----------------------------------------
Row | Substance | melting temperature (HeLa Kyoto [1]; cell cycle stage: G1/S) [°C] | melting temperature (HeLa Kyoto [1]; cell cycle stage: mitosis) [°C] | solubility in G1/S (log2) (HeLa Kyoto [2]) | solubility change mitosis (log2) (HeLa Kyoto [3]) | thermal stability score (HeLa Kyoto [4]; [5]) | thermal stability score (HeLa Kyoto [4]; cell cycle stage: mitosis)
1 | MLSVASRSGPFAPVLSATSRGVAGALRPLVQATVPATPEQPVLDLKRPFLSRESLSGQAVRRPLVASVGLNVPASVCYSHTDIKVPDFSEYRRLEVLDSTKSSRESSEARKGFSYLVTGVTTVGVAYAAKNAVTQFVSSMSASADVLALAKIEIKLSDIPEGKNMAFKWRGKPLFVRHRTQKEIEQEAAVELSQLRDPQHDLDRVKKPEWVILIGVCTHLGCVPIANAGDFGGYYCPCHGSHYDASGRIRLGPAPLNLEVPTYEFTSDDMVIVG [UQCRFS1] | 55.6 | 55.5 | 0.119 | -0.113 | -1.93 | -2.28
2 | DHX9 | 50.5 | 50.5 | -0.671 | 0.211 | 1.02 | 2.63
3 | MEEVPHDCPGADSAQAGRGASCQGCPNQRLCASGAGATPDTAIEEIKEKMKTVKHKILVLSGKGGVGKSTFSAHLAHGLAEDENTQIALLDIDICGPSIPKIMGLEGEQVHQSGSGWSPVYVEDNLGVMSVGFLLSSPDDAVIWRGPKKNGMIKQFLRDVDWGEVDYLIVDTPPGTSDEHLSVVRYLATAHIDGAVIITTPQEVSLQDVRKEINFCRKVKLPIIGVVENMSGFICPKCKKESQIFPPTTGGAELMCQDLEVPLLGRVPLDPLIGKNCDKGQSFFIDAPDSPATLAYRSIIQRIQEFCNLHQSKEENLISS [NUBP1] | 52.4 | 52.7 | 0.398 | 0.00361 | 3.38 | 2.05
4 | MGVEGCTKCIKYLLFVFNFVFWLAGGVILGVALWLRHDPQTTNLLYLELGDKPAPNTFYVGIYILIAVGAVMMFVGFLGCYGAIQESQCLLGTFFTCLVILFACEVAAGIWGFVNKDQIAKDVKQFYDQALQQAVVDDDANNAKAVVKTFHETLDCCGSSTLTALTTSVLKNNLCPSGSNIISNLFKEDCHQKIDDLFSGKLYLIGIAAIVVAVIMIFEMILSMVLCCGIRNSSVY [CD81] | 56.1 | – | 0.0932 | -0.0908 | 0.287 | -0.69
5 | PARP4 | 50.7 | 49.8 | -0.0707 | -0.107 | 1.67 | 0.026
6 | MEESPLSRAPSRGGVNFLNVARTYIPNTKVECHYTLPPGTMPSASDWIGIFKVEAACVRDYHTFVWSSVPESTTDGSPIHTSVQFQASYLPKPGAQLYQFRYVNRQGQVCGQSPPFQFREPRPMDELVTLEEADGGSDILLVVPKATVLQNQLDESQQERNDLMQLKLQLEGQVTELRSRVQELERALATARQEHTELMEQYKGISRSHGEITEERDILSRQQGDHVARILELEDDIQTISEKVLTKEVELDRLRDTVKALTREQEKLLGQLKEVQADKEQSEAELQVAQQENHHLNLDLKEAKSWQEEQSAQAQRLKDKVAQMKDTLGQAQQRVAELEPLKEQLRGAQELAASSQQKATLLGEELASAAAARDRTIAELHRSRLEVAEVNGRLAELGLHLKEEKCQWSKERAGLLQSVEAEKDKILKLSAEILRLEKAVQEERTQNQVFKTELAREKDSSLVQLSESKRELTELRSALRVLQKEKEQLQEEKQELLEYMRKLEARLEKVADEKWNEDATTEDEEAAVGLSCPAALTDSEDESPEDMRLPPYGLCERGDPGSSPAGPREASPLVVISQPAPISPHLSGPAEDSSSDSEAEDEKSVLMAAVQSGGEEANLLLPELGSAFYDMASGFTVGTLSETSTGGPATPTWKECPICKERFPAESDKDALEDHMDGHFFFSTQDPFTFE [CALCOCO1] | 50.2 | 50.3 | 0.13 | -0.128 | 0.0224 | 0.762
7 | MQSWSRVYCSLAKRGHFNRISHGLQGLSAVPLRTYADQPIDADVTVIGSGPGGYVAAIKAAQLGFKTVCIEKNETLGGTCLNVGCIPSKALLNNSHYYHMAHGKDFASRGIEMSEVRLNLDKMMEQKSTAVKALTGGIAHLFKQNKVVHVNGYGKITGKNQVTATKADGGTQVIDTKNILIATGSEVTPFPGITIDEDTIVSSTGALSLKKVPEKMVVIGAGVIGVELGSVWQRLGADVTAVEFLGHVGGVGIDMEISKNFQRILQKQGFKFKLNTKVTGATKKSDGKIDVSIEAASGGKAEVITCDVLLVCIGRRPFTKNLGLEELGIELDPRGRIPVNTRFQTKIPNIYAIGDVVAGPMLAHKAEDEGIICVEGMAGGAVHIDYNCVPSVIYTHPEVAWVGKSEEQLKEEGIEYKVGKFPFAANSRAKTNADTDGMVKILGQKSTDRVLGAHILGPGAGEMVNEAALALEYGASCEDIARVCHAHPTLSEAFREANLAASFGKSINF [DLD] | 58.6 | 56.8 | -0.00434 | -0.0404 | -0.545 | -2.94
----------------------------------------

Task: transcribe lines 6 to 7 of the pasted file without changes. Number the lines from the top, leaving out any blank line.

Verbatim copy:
5 | PARP4 | 50.7 | 49.8 | -0.0707 | -0.107 | 1.67 | 0.026
6 | MEESPLSRAPSRGGVNFLNVARTYIPNTKVECHYTLPPGTMPSASDWIGIFKVEAACVRDYHTFVWSSVPESTTDGSPIHTSVQFQASYLPKPGAQLYQFRYVNRQGQVCGQSPPFQFREPRPMDELVTLEEADGGSDILLVVPKATVLQNQLDESQQERNDLMQLKLQLEGQVTELRSRVQELERALATARQEHTELMEQYKGISRSHGEITEERDILSRQQGDHVARILELEDDIQTISEKVLTKEVELDRLRDTVKALTREQEKLLGQLKEVQADKEQSEAELQVAQQENHHLNLDLKEAKSWQEEQSAQAQRLKDKVAQMKDTLGQAQQRVAELEPLKEQLRGAQELAASSQQKATLLGEELASAAAARDRTIAELHRSRLEVAEVNGRLAELGLHLKEEKCQWSKERAGLLQSVEAEKDKILKLSAEILRLEKAVQEERTQNQVFKTELAREKDSSLVQLSESKRELTELRSALRVLQKEKEQLQEEKQELLEYMRKLEARLEKVADEKWNEDATTEDEEAAVGLSCPAALTDSEDESPEDMRLPPYGLCERGDPGSSPAGPREASPLVVISQPAPISPHLSGPAEDSSSDSEAEDEKSVLMAAVQSGGEEANLLLPELGSAFYDMASGFTVGTLSETSTGGPATPTWKECPICKERFPAESDKDALEDHMDGHFFFSTQDPFTFE [CALCOCO1] | 50.2 | 50.3 | 0.13 | -0.128 | 0.0224 | 0.762